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Investigating Pressure Laws

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Chemistry Lab: Pressure Laws Samia Murgham 11N Introduction: Aim: To investigate the relationship between temperature and pressure of a gas, by heating/cooling the reagent flasks full of air and measuring the temperature and pressure of the gas inside. General background: Molecules of a gas are in constant motion. Gas pressure is a measure of the number of collisions of molecules with the walls of the container. The velocity and the number of collisions changes when the temperature of the gas changes (increases or decreases) In this experiment, the relationship between the temperature of a gas sample and the pressure it exerts will be investigated. Samples of air will be placed in water baths of varying temperature. Pressure will be monitored with a pressure sensor and temperature will be monitored using a temperature probe. Pressure and temperature data pairs will be collected during the experiment and then analyzed. From the data and graph, you will determine what kind of mathematical relationship exists between the pressure and absolute temperature of a confined gas. Hypothesis: In a closed container the air pressure will rise if you increase the temperature, because the molecules bounce off each other and the walls of the container with greater speed. Prediction: as the temperature cools down in this experiment, we expect to see the pressure readings decrease gradually. ...read more.


How the controlled variables were controlled: a scale was used to ensure that the volume of gas was kept the same the same flask was used and the rubber bung was not removed throughout the experiment. How sufficient relevant data recording was ensured: a wide range of readings were taken to maintain accuracy of the experiment. Results: Data collection: Tables: Table showing the raw data collected: Temperature (This is the temperature of the water bath and we are assuming that it is the temperature inside the flask of gas) measured in �C to 1 decimal place. Pressure (This is the pressure of gas inside of the flask) measured in kPa to one decimal place. 80.7 102.0 77.5 101.3 75.6 101.1 73.4 100.5 72.6 100.2 71.5 99.8 69.8 99.4 65.1 98.2 62.8 97.7 60.8 97.1 Table showing processed data: Equations and methods for collecting relevant data: Sample calculation: temperature in degrees Celsius + 273 = temperature in Kelvin For example (1st row of readings): 80.7 + 273=353.7 Temperature (This is the temperature of the water bath and we are assuming that it is the temperature inside the flask of gas) measured in �C to 1 decimal place. Temperature of the gas in the flask in Kelvin Pressure (This is the pressure of gas inside of the flask) ...read more.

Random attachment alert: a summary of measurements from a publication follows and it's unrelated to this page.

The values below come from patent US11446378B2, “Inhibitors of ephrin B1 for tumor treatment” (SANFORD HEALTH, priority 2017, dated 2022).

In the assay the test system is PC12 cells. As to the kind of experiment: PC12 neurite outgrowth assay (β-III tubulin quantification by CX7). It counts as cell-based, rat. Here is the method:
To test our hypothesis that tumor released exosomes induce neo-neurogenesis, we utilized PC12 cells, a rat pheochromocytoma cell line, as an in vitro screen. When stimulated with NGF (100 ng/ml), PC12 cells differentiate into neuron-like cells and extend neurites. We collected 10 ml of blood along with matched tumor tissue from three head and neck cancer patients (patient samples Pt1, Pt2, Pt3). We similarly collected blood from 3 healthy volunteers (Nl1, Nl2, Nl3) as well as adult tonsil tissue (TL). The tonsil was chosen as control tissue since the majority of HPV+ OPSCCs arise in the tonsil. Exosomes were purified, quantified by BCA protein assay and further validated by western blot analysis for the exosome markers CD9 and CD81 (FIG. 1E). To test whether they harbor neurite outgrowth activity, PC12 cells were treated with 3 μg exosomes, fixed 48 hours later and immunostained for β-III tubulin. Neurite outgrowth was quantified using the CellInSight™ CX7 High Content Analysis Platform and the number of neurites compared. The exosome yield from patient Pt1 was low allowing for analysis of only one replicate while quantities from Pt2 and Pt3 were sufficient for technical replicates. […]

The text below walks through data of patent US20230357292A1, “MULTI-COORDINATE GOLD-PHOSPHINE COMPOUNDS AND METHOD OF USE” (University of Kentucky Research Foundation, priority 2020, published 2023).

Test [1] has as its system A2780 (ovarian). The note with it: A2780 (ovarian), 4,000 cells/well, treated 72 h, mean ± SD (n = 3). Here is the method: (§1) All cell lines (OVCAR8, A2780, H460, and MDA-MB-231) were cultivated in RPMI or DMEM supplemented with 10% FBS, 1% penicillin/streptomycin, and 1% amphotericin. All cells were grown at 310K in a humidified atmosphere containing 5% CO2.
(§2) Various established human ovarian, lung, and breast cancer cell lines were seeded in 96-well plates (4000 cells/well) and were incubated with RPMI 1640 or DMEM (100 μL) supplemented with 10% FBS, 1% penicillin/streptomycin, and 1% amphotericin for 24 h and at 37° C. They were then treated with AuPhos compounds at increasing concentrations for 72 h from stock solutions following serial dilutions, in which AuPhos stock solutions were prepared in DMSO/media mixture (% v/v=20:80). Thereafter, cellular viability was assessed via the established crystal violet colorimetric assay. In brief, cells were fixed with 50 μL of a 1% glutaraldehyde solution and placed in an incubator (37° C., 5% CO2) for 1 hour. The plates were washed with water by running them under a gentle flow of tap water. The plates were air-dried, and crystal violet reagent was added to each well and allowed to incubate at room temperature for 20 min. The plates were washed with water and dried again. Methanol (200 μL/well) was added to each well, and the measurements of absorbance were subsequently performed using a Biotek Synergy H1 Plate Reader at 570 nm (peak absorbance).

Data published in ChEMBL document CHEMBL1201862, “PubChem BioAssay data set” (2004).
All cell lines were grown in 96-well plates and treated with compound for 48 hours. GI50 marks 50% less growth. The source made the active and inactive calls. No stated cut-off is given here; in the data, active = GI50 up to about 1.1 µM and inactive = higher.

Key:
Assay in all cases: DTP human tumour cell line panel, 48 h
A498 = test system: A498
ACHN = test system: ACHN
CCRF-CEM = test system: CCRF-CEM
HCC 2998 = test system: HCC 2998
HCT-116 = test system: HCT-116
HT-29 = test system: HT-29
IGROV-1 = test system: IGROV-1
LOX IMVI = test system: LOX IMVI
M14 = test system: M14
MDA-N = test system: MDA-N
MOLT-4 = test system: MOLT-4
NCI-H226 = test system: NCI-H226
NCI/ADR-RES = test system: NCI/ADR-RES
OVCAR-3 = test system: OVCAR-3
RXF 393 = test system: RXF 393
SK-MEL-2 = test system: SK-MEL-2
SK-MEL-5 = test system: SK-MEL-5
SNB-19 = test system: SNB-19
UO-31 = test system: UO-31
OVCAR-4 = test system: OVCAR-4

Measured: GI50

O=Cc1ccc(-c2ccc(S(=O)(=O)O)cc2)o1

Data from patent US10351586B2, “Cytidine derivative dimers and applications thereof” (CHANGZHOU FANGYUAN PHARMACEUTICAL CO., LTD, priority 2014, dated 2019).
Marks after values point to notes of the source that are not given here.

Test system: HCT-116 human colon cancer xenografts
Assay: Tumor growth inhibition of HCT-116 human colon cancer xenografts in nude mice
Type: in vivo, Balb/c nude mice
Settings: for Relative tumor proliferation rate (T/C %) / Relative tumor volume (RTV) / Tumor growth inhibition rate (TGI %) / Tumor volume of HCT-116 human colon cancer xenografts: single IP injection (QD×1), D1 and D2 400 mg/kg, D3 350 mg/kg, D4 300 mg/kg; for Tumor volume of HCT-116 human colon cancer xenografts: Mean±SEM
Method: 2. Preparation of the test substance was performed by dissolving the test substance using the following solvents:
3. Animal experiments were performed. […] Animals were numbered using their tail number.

Pressure varies as (speed). A gas molecule's motion energy (KE) which clearly increases with temperature might be a good way of measuring temperature itself." Evaluation of procedures - The pressure in the flask could have been slightly affected by body heat, as the flask is held into the water my hand, and this could further increase the kinetic energy of the gas molecules in the flask thus leading to an increase in pressure. - The flask may not have fully conducted heat to equal that of the water-bath and the readings taken could have been different from that in the flask. - The volume of water in the water-bath over the surface area of the flask could have increased or decreased some of the data obtained as parts of the flask could not be fully immersed in the water. Improvements: - Instead of holding the flask into the water-bath by hand, a clamp may be used to keep the flask in place - The flask should be held in the flask for a longer time before taking temperature readings to allow the gas to conduct enough heat because air is a bad conductor of heat (insulator) and takes a longer time than liquids and solids to conduct heat from the water bath that it is in. - The flask should be immersed in a constant depth of water so that the same surface area of the flask can be exposed to the water ensuring better conduction of heat. ...read more.

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